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TROON, Scotland – The smile spoke louder than anything Dustin Johnson had to say Wednesday at the British Open.
His game has never been better. Just one month ago, Johnson was known as golf's best athlete who had won every year he has been on the PGA Tour — the longest streak since Tiger Woods — but who had everything go wrong in the majors.
Now he's the U.S. Open champion and a favorite at the British Open who can move to No. 1 in the world with a victory.
But that's not what brought the biggest smile.
It was a question about whether he could think of anything that stressed him out.
Anyone who has spent time around the 32-year-old American during his eight years and 11 victories on tour — and finally, a major — knows Johnson doesn't get too worked up over anything. Not the two-shot penalty on the final hole of the 2010 PGA Championship for grounding his club in a bunker ("I still don't think that was a bunker," he said). Not the three-putt from 12 feet that cost him a shot at the U.S. Open last year.
Not even a peculiar decision by the USGA at Oakmont last month in which officials told him he might be penalized one stroke after his round, meaning Johnson had to play the last seven holes not knowing his own score. He played them in even par to win by three.
Another question: Has the attention as a major champion been difficult to manage?
"I haven't noticed," Johnson said.
Johnson is that rare breed of golfer who can manage to entertain without being all that revealing.
Even so, his level of comfort was never more evident, particularly when he finished his 20-minute news conference. Walking down from the stage, he plopped his 6-foot-4 frame on the top step and held court with a small group of reporters to talk about his strategy at Royal Troon, his equipment change for a week of links golf (a 2-iron and 3-iron, only three wedges) and how many shots he has to give his future father-in-law, hockey great Wayne Gretzky, when they play.
"He won't play with me," Johnson said. "He only plays if he can be my partner."
Who can blame the Great One for that?
Coming off victories in the U.S. Open and a World Golf Championship, Johnson has moved past Jordan Spieth to No. 2 in the world, still trailing by a decent margin Jason Day at No. 1. Those are based on numbers. The eye test would suggest Johnson might be the player to beat this week, especially equipped with all that confidence.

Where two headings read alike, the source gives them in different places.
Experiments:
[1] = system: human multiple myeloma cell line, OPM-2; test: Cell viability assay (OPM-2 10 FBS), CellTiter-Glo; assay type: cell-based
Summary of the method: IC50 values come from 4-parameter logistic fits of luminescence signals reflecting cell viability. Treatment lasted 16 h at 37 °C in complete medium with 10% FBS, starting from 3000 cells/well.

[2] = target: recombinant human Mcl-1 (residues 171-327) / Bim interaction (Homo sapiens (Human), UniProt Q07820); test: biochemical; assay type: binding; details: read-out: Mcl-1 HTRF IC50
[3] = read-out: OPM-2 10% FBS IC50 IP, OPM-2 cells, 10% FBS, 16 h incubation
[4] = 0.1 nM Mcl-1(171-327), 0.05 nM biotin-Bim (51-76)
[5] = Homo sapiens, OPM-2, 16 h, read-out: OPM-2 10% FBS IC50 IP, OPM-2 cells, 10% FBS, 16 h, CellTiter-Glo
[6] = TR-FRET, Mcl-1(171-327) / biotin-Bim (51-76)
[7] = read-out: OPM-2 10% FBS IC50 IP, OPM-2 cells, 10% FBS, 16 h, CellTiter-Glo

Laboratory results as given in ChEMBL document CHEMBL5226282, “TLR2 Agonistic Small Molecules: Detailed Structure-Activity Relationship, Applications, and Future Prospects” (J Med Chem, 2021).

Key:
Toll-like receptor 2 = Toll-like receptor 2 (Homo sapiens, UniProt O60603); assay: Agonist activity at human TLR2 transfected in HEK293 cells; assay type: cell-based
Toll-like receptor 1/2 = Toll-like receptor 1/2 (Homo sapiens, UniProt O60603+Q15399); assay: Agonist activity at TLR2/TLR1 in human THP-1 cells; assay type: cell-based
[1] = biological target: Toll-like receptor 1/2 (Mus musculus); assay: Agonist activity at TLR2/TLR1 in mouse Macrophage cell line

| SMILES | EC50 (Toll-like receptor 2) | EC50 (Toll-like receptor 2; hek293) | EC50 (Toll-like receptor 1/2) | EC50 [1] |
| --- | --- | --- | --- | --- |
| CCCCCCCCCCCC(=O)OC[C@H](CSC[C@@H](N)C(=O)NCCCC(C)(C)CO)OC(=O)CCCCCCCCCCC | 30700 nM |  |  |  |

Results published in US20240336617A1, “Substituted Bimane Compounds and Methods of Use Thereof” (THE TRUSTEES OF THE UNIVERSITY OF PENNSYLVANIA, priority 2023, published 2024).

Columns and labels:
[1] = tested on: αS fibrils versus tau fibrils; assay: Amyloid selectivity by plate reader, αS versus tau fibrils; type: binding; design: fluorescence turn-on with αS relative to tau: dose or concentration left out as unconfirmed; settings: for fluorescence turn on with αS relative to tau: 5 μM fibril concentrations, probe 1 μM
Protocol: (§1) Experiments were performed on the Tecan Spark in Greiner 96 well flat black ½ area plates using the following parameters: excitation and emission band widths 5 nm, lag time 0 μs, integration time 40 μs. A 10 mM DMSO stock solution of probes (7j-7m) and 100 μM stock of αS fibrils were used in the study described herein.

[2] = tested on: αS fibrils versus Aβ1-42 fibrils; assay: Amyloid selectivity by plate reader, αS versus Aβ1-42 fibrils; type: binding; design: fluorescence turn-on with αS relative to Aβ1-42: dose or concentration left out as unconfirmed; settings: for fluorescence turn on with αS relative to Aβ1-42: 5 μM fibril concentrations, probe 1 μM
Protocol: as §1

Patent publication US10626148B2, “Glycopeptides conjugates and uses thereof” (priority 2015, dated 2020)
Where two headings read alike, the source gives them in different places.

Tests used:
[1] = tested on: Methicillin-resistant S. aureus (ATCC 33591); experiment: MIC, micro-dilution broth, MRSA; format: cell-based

Johnson was told he was a co-favorite with Day among the bookies. He was asked if he was good with that or if he ever cared.
"Honestly, I don't care," he said. "I mean, I like my chances. But I go into every tournament liking my chances."
The mystery is Royal Troon, a links Johnson had never seen until he arrived after a weekend in Ireland. He was told the opening three holes are par 4s that measure under 400 yards, and that seemed to intrigue him. Playing the last few days with the prevailing wind at his back, he hit driver on them and could get it near the green on all but the second hole. The objective on that one is to keep it just short of the greenside bunkers.
He reached the 555-yard fourth hole with a driver and a 5-iron.
"There's not an individual here ... very surprised by what's going on," defending champion Zach Johnson said. "He's a supreme athlete, and it just so happens that his sport — for all of us, unfortunately — is golf. Very talented. I mean, we talk about his prowess. There's not that many guys that can do what he does."
Spieth, his partner at the Presidents Cup last year, has been preaching for months that he has the most talent on tour and that winning a major was only a matter of time. Spieth said this again two weeks before the U.S. Open.
"I think it was just floodgates opening, which I've said for a long time now," Spieth said. "It happened, and it happened again. So it's no surprise."
Johnson's long strides look more like a swagger when he's playing well. His confidence is obvious. Still, he keeps everything so simple — his golf included — that he still recognizes he has to play good golf over 72 holes to have a chance.
"I don't expect any more from myself," he said. "I always expect to come out and perform and to contend. But I mean, it's definitely a little bit different coming out and not trying to win that first major. That's the biggest difference."